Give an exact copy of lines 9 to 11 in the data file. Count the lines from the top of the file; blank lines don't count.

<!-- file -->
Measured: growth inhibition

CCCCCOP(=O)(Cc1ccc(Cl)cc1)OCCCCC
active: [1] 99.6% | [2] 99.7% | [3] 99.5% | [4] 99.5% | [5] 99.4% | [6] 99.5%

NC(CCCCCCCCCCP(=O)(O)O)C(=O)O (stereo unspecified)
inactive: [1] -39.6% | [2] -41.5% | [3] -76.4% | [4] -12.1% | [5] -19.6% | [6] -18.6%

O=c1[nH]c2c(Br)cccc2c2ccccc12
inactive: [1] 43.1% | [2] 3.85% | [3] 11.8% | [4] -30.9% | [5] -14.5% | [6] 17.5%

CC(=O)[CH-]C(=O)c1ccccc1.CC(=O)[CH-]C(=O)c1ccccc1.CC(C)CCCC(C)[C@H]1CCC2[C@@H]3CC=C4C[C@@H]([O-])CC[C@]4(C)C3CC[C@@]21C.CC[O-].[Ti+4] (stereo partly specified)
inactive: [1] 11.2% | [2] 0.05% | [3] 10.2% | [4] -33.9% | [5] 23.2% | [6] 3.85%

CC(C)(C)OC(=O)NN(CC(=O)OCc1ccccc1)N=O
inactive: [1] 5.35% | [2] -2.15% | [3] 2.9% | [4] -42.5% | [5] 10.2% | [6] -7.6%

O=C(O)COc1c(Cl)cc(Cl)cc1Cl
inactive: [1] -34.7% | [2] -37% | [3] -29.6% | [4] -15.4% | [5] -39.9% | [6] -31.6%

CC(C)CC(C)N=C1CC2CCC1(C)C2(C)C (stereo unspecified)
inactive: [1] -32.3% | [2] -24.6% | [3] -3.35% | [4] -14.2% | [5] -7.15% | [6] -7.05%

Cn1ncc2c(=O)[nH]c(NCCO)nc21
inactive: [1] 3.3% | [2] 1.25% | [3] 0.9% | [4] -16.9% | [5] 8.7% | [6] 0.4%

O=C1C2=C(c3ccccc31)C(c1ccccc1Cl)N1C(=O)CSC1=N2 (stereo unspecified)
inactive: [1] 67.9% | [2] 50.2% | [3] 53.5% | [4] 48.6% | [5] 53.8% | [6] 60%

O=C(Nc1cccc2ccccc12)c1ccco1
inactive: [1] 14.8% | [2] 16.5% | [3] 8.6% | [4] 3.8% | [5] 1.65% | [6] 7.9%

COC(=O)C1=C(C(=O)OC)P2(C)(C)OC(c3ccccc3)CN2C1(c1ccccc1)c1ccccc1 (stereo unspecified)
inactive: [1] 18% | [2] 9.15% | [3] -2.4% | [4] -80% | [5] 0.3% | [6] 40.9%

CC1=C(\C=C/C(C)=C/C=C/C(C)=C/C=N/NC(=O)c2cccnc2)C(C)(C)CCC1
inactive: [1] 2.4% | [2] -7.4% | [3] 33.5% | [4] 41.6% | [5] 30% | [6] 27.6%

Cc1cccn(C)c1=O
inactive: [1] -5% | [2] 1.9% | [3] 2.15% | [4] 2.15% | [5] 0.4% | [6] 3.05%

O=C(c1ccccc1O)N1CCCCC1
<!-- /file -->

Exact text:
inactive: [1] 11.2% | [2] 0.05% | [3] 10.2% | [4] -33.9% | [5] 23.2% | [6] 3.85%

CC(C)(C)OC(=O)NN(CC(=O)OCc1ccccc1)N=O
inactive: [1] 5.35% | [2] -2.15% | [3] 2.9% | [4] -42.5% | [5] 10.2% | [6] -7.6%